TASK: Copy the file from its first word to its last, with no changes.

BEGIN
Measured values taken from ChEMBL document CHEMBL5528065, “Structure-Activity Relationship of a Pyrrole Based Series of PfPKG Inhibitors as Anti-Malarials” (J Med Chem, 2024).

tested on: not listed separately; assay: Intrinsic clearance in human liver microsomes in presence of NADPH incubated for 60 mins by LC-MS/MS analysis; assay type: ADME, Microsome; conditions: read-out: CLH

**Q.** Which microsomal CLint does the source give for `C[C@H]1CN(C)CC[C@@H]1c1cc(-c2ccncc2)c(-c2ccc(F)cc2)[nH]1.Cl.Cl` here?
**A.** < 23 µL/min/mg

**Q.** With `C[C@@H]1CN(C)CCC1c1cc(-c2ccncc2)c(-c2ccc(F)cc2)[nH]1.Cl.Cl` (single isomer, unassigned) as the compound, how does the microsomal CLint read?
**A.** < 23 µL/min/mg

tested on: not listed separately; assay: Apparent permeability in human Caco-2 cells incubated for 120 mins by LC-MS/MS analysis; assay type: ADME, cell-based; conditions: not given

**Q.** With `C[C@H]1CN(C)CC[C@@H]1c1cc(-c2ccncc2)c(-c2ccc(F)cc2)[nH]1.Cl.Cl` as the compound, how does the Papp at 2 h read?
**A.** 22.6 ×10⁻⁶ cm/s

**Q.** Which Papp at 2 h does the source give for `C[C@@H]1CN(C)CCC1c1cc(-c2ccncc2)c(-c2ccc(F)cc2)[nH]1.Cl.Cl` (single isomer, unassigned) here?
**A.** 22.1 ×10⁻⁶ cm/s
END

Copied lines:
Measured values taken from ChEMBL document CHEMBL5528065, “Structure-Activity Relationship of a Pyrrole Based Series of PfPKG Inhibitors as Anti-Malarials” (J Med Chem, 2024).

tested on: not listed separately; assay: Intrinsic clearance in human liver microsomes in presence of NADPH incubated for 60 mins by LC-MS/MS analysis; assay type: ADME, Microsome; conditions: read-out: CLH

**Q.** Which microsomal CLint does the source give for `C[C@H]1CN(C)CC[C@@H]1c1cc(-c2ccncc2)c(-c2ccc(F)cc2)[nH]1.Cl.Cl` here?
**A.** < 23 µL/min/mg

**Q.** With `C[C@@H]1CN(C)CCC1c1cc(-c2ccncc2)c(-c2ccc(F)cc2)[nH]1.Cl.Cl` (single isomer, unassigned) as the compound, how does the microsomal CLint read?
**A.** < 23 µL/min/mg

tested on: not listed separately; assay: Apparent permeability in human Caco-2 cells incubated for 120 mins by LC-MS/MS analysis; assay type: ADME, cell-based; conditions: not given

**Q.** With `C[C@H]1CN(C)CC[C@@H]1c1cc(-c2ccncc2)c(-c2ccc(F)cc2)[nH]1.Cl.Cl` as the compound, how does the Papp at 2 h read?
**A.** 22.6 ×10⁻⁶ cm/s

**Q.** Which Papp at 2 h does the source give for `C[C@@H]1CN(C)CCC1c1cc(-c2ccncc2)c(-c2ccc(F)cc2)[nH]1.Cl.Cl` (single isomer, unassigned) here?
**A.** 22.1 ×10⁻⁶ cm/s